Society and Identity
Critical underpinnings of the field of Critical Disability Studies have often been dominated by Eurocentric ways of understanding and engaging with the concepts of disability and identity. However, there exist Asian epistemologies related to identity formation and disability. Furthermore, the field of critical disability studies has predominantly focussed on physical disability; and issues related to psychosocial disabilities have garnered less attention.
This paper will present emerging findings from a project (EURIKHA) mapping the knowledge produced by persons with psychosocial disabilities and its impact. As a survivor-led research project, it centres the voices and work of persons with psychosocial disabilities. By focussing on situated knowledges, the project and this paper will explore how the collective work of persons with psychosocial disabilities subvert the existing hierarchies of knowledge about psychosocial disabilities, which are under scrutiny in the ‘West’ by a wide coalition of critical academics, yet nevertheless are being exported wholesale to the global south. Based on interviews with advocates, activists, and academics in Asia who identify as persons with psychosocial disabilities, the paper will discuss the emergence and elaboration of an Asian epistemology of identity formation, particularly in relation to psychosocial disability.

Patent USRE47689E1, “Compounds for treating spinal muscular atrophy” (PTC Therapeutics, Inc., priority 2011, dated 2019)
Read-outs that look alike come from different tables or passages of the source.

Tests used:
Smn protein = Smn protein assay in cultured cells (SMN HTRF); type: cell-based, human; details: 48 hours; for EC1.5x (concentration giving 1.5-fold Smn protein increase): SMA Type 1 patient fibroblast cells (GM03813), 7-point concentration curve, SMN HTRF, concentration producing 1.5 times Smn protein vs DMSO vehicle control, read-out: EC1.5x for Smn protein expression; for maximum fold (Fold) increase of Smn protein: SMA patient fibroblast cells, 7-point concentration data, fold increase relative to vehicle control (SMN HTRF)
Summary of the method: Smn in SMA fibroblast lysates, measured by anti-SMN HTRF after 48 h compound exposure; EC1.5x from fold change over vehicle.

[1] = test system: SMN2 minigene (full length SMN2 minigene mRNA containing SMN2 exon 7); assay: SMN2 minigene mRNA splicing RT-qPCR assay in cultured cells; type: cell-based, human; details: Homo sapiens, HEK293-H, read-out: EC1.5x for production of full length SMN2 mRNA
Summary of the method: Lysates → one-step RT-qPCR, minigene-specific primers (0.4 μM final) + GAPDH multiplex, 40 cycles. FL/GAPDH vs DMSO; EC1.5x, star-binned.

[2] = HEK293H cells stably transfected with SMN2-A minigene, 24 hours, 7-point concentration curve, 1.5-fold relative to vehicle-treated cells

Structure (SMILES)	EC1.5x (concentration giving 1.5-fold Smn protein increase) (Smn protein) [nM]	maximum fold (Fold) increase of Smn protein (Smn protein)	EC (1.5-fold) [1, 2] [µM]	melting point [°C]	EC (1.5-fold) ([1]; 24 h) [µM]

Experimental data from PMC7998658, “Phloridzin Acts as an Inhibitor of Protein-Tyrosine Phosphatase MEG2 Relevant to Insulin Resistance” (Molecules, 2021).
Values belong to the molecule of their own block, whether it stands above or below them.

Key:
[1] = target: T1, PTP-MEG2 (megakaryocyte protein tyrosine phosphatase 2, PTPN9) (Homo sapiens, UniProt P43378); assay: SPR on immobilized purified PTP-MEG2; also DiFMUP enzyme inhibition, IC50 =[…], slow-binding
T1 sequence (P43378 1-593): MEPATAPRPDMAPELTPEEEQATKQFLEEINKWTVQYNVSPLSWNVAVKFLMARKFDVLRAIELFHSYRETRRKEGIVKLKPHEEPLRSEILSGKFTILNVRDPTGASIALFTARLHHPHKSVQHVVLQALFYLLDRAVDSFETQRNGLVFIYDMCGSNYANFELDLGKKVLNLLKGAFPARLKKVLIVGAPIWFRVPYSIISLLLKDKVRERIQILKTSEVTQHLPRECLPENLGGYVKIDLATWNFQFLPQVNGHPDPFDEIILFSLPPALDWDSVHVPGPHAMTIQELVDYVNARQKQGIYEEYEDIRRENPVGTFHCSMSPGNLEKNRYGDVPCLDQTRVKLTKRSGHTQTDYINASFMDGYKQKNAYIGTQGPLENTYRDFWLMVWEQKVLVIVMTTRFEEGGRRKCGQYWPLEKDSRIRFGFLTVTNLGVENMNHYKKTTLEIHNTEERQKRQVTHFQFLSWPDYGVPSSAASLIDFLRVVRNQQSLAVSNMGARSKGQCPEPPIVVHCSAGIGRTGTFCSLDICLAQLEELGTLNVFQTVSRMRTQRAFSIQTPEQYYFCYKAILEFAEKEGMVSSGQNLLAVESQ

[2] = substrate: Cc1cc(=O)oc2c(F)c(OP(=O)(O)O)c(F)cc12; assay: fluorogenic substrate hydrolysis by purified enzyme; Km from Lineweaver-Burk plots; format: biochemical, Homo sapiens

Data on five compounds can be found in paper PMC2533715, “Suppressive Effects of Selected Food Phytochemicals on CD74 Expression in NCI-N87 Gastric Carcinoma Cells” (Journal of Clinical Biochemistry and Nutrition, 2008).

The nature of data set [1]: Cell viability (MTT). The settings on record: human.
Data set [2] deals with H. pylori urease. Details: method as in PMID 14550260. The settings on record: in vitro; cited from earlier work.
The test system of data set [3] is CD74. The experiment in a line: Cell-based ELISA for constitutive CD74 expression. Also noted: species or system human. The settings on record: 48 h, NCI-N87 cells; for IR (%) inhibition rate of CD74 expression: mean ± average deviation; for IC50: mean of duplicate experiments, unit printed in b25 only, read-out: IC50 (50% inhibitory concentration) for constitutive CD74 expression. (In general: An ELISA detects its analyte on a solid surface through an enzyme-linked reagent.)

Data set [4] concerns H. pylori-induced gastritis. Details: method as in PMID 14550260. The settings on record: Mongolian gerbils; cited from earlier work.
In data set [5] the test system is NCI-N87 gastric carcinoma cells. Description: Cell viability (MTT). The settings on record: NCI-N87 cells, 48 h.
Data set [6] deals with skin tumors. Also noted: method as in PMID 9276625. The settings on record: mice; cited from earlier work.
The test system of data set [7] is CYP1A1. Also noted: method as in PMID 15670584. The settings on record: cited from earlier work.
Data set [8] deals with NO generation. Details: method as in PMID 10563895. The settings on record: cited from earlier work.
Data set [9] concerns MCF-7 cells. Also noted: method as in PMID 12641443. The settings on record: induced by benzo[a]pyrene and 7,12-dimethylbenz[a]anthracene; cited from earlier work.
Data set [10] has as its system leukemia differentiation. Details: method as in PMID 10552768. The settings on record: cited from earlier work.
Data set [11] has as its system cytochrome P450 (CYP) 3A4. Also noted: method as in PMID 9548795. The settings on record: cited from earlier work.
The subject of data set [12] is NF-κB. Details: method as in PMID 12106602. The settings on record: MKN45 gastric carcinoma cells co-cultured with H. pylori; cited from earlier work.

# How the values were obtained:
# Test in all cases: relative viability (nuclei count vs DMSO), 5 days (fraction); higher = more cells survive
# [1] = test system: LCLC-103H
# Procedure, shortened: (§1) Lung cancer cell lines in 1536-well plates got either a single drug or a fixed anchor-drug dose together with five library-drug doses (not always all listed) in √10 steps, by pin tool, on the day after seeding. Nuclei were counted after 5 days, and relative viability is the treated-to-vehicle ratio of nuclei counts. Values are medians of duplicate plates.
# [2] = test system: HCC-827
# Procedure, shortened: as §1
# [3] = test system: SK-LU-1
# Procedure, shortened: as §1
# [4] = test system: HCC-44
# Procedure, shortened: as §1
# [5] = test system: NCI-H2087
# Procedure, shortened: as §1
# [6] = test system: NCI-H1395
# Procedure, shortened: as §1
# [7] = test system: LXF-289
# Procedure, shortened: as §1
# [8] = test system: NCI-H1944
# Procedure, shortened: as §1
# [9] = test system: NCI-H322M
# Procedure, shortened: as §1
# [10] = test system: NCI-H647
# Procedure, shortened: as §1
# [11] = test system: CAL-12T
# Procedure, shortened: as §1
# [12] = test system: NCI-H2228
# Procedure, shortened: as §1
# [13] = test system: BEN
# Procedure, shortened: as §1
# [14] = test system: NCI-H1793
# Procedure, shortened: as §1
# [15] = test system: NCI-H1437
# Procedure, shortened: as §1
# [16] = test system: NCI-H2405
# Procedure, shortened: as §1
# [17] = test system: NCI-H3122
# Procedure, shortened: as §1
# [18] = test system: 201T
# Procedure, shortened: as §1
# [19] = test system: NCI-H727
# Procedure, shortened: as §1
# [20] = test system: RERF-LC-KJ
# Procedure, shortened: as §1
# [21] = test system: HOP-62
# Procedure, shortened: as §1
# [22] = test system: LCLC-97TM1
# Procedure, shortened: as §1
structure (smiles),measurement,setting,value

Using critical discourse analysis, the paper will tease out the ways in which Asian understandings of psychosocial disabilities are emerging both as a challenge to and in collaboration with European epistemologies.
Keywords: Asia, epistemology, disability, psychosocial disabilities, knowledge, Europe, madness, identity, critical discourse analysis